Dakota Territory  1861 to 1889

Lyman County, South Dakota  Genealogy

Dakota Territory  1861 to 1889

Dakota Territory, circa 1886

Dakota Territory was the name of the northernmost part of the land acquired in the Louisiana Purchase of the United States from 1861 to 1889.

Most of Dakota Territory was formerly part of the Minnesota and Nebraska territories. When Minnesota became a state in 1858, the leftover area east of the Missouri River fell unorganized. When the Yankton Treaty was signed later that year, ceding much of what had been Lakota land to the U.S. Government, early settlers formed an unofficial provisional government and unsuccessfully lobbied for territory status. However, it wasn't until three years later when President Abraham Lincoln's cousin-in-law, J.B.S. Todd, personally lobbied for territory status that Washington formally created Dakota Territory.

It became a historic, organized territory on March 2, 1861. Upon creation, the territory of Dakota Territory included much of present-day Montana and Wyoming; by 1868, creation of new territories reduced Dakota Territory to the present boundaries of the Dakotas.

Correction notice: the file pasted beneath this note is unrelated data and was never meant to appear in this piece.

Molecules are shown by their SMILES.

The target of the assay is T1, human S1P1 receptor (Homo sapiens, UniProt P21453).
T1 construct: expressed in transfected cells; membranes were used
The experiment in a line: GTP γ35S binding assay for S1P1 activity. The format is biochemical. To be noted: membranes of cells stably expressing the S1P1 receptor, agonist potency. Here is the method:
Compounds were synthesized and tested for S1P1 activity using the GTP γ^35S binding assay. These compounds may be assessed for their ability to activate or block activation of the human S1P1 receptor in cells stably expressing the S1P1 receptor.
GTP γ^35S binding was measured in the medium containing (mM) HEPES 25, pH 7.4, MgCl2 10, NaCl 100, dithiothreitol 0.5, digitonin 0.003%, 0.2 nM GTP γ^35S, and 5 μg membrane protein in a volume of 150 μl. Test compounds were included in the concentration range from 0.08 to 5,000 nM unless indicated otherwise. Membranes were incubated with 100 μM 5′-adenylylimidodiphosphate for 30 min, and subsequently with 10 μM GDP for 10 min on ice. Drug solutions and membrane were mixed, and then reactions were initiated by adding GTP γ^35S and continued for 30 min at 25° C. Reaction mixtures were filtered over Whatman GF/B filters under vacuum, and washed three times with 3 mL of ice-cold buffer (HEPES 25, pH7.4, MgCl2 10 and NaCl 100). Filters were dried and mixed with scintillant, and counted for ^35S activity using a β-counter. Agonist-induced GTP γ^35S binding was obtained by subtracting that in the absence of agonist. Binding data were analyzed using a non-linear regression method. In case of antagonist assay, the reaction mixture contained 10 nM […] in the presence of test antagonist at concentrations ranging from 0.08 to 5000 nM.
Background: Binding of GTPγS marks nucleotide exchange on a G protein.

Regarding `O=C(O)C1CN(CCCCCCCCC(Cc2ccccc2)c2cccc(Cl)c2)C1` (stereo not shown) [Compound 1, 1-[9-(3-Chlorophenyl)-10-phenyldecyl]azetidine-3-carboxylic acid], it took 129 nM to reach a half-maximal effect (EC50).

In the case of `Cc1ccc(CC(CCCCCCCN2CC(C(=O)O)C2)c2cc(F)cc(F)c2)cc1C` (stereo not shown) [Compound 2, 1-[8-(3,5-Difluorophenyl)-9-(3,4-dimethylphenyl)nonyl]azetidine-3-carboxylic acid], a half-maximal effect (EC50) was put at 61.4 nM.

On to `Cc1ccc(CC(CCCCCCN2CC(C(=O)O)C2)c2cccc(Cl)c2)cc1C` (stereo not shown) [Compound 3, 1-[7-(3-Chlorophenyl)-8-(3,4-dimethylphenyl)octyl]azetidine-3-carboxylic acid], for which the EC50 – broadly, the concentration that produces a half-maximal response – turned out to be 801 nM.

The territorial capital was Yankton from 1861 until 1883, when it was moved to Bismarck. Dakota Territory was divided into the states of North Dakota and South Dakota on November 2, 1889. The admission of two states, as opposed to one, was done for a number of reasons. The two centers of population in the territory were in the northeast and southeast corners of the territory, several hundred miles away from each other. On a national level, there was pressure from the Republican Party to admit the two states rather than one to add political power in the Senate.


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